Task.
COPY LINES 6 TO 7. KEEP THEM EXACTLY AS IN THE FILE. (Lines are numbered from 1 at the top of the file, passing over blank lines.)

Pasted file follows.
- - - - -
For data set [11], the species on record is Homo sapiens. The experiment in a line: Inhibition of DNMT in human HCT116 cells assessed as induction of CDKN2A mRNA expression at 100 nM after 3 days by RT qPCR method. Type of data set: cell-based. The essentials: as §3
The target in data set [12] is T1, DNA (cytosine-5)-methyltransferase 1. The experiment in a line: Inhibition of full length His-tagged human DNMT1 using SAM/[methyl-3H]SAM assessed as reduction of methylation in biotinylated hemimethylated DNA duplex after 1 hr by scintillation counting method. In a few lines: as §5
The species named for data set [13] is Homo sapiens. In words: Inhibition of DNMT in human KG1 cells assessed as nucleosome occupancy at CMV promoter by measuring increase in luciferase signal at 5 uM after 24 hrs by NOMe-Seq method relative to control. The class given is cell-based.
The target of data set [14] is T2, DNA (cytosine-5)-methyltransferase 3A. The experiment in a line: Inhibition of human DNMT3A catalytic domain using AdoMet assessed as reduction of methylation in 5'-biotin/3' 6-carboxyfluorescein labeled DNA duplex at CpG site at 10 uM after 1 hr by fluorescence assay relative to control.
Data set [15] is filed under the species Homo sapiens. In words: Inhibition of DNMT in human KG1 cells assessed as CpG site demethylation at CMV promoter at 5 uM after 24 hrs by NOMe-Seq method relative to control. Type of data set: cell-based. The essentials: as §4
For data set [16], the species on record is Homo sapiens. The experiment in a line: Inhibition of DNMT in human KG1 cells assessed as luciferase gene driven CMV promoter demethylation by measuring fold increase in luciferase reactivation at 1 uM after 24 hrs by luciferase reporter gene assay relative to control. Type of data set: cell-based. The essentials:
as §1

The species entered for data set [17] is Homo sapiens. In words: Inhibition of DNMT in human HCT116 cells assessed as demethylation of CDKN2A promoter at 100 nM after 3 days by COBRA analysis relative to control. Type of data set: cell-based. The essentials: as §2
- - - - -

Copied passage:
For data set [16], the species on record is Homo sapiens. The experiment in a line: Inhibition of DNMT in human KG1 cells assessed as luciferase gene driven CMV promoter demethylation by measuring fold increase in luciferase reactivation at 1 uM after 24 hrs by luciferase reporter gene assay relative to control. Type of data set: cell-based. The essentials:
as §1